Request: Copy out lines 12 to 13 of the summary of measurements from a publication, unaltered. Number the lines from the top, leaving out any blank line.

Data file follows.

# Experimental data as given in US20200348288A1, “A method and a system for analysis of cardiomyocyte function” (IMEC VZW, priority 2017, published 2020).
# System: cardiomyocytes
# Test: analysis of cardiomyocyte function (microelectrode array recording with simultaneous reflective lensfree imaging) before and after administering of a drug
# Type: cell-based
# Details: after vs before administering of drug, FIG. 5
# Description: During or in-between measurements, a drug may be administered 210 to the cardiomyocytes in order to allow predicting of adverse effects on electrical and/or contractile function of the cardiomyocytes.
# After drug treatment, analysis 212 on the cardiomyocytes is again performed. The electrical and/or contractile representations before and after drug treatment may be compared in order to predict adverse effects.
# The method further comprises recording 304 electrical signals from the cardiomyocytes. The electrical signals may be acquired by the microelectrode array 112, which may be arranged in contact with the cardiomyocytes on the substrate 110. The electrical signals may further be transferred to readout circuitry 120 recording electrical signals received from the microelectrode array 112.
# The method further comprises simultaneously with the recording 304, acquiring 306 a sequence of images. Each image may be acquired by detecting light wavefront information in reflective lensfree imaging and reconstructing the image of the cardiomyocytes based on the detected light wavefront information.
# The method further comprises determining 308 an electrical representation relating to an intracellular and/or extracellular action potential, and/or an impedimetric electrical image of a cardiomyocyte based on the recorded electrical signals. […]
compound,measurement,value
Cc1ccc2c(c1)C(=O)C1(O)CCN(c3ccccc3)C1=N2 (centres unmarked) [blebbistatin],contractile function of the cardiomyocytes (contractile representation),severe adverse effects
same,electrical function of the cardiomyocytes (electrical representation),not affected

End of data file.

Cc1ccc2c(c1)C(=O)C1(O)CCN(c3ccccc3)C1=N2 (centres unmarked) [blebbistatin],contractile function of the cardiomyocytes (contractile representation),severe adverse effects
same,electrical function of the cardiomyocytes (electrical representation),not affected